In the Williamsburg neighborhood in Brooklyn in the 1940s, two young Jewish males meet with hostility at a local baseball game. Due to an accident they become unlikely friends.
Their fathers, one Hasidic the other Orthodox, represent two opposing value systems. We witness the complicated relationship between parents and their children, and how fathers who care can both dominate and inspire their sons.
This deeply moving drama is based on the 1967 novel by Chaim Potok. It was adapted by Potok and Aaron Posner into a stage play that has had many reincarnations. This one, directed sensitively by Simon Levy, is as fresh and meaningful as today’s headlines.
The story begins in 1944 when the protagonists are fifteen years old. It’s set against historical events: the death of President Roosevelt, the end of World War II, the revelation of the Holocaust in Europe, and the struggle for the creation of the state of Israel.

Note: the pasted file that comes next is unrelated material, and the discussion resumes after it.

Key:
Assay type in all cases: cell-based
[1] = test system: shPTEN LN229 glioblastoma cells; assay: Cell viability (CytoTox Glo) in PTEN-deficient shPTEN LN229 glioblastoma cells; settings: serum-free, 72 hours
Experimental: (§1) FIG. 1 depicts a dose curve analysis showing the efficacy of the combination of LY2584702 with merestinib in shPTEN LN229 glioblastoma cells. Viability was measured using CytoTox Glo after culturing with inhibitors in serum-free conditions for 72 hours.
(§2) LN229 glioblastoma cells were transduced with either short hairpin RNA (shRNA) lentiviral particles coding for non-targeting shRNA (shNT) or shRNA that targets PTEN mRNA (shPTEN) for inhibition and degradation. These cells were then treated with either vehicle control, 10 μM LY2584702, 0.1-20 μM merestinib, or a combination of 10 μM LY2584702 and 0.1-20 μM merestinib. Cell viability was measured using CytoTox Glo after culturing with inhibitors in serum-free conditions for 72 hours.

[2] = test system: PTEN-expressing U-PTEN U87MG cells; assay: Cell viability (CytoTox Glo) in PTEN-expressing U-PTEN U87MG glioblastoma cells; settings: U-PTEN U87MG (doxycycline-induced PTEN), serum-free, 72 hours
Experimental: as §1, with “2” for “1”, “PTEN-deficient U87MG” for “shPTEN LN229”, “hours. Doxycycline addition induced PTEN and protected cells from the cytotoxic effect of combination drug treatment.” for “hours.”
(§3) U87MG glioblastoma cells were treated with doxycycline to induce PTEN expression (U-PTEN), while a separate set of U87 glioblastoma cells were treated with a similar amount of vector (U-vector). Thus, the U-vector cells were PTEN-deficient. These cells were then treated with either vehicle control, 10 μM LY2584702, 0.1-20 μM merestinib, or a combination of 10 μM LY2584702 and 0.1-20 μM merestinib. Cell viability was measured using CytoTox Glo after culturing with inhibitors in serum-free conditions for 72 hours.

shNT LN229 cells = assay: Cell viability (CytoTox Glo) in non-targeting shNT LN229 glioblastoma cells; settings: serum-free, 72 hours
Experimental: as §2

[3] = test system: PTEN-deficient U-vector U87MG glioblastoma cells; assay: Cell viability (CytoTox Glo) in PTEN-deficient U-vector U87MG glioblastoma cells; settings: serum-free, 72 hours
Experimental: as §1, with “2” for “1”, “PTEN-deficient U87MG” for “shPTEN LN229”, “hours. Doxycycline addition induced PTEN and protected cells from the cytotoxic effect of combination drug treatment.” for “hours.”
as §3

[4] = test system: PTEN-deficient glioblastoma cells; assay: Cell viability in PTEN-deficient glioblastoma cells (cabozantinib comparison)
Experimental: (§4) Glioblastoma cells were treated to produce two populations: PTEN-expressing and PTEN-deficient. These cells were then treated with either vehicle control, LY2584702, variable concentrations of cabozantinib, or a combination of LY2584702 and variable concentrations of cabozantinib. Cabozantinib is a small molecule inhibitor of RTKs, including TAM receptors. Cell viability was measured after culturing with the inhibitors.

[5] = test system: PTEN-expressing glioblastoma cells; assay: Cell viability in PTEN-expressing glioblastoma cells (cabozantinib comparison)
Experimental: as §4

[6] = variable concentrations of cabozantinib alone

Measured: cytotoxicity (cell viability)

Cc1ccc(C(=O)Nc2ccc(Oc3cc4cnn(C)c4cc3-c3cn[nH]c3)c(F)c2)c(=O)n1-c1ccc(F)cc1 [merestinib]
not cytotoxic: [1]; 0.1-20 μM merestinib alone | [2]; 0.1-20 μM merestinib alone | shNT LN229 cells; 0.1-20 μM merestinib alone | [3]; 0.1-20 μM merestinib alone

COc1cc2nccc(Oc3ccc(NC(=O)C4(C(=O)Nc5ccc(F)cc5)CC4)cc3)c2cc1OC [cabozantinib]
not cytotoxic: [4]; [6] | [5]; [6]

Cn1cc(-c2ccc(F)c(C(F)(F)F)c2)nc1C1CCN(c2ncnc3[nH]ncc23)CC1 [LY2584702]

Sam Mandel, as Reuven, is so likeable you understand why the stern Rebbe (Alan Blumenfeld) accepts him into his home. Dor Gvirtsman, as Danny, is touching as the emotionally guarded acolyte, while Jonathan Arkin, as activist/philosopher, brings clarity to the questions that haunt both young men.
DeAnne Millais’ set design, of two households with book-lined studies side-by-side, helped to emphasis the underlying contradictions that exist in their worlds.
At the Fountain Theatre, 5060 Fountain Ave. LA (at Normandie), through March. Tickets (323) 663-1525 or www.FountainTheatre.com. Parking $5.
Photos by Ed Krieger.
Also in the March issue of NOT BORN YESTERDAY.